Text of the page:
Doctors, patients adjust to new opiate prescription law

- A new crackdown on pain pills is in effect.

At the start of this month, several rules changed the way people can be prescribed opiate-based pain medications - as the number of opioid-related deaths in Florida rises.

Some doctors are now looking at the new law and the potential for unintended consequences.

The new rules change how long prescriptions can be given for and how doctors make sure patients are telling the truth. Experts are confident this change is necessary but doctors wonder if it will be tougher for patients who actually need pills to get them.

Tampa chiropractor AJ Rubano's says his patients come with injuries from sports, crashes, falls, and more. Pain pills often aren't the answer, but sometimes, he says they are.

"When someone is in pain, it doesn't allow them to function. Some people literally can't get out of bed," Rubano said.

Until Sunday, doctors only had to check a state database if they were suspicious of their patient's motives. Now, to prevent doctor shopping, they have to check and enter patient info each time. 

Plus, prescriptions are limited to three days, or seven days if doctors document exactly why.

"Obviously there is a certain type of person they are trying to keep from getting these drugs, but I think it will prevent people who could really benefit from them, from getting them as well," said Rubano.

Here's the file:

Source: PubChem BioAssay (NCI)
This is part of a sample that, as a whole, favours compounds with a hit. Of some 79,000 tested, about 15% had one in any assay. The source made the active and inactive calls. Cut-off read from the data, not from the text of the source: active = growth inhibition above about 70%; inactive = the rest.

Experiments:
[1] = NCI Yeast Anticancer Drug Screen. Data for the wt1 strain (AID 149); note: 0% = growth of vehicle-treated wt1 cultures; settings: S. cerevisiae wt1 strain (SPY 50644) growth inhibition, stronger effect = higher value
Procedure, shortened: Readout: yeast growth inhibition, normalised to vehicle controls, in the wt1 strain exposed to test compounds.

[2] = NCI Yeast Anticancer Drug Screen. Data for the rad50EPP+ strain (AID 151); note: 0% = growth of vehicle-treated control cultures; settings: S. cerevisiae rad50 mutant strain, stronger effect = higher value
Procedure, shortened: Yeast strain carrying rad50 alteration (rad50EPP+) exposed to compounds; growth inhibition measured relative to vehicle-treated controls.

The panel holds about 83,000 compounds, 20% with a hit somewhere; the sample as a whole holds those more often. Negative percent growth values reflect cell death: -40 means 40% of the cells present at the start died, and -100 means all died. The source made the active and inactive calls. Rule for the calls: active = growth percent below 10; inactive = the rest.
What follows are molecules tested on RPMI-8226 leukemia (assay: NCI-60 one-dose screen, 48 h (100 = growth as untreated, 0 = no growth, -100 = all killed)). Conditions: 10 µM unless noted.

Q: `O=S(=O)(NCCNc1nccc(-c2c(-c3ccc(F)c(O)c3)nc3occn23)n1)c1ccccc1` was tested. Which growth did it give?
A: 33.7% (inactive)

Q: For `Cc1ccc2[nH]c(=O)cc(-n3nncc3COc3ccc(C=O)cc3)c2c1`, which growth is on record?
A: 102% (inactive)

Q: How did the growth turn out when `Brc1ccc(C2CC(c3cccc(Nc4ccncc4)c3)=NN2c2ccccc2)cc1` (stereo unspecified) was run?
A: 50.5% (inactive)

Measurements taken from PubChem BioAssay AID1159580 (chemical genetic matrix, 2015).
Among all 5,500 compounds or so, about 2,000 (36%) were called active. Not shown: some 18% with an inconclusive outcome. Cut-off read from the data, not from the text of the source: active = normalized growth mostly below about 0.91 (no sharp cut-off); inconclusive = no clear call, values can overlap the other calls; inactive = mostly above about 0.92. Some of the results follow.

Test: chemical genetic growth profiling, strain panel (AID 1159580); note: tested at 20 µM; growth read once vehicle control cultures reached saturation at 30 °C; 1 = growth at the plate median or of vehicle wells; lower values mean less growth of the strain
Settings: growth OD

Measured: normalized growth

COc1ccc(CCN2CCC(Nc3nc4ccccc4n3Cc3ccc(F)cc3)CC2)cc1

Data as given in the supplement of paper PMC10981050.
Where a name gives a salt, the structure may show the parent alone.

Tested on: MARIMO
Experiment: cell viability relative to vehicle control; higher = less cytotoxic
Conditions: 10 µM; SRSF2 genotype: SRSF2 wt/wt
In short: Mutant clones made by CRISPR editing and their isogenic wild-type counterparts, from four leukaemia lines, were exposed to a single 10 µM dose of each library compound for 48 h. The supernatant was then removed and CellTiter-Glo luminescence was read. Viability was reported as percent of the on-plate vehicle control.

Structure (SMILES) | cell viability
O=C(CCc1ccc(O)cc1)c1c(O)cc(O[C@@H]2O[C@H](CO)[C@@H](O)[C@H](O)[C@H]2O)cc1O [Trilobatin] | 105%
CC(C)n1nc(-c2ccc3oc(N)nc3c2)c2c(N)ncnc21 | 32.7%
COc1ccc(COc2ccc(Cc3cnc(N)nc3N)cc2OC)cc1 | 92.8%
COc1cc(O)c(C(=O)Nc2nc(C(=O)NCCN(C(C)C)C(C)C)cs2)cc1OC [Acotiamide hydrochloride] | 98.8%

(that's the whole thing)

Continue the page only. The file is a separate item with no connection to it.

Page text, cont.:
Palm Beach State Attorney Dave Aronberg ran the state's pill mill crackdown from 2010 to 2012. 

He's confident the new law properly exempts those with chronic pain.

"The law was passed to stop doctors from prescribing 120 Oxycodones for a foot injury," Aronber said.

The CDC says the number of opioid deaths in Florida dropped from 9.1 per 100,000 people in 2010 to 6.6 per 100,000 in 2013. 

But now the number is at 14.4, thanks in part to fetanyl.

"80 percent of people who are addicted to heroin today started with a prescription," said Aronberg.

Rubano says patients who reach the seven-day limit could resort to medical marijuana, but he fears some may try the black market.

"It is still wait-and-see," said Rubano. "I talked to a medical director today who said I don't want to write anything until I see how this is going to go forward."

Doctors can also be disciplined for not checking the database or even face charges if it keeps happening. The law requires doctors to take a two-hour class about the law by February.

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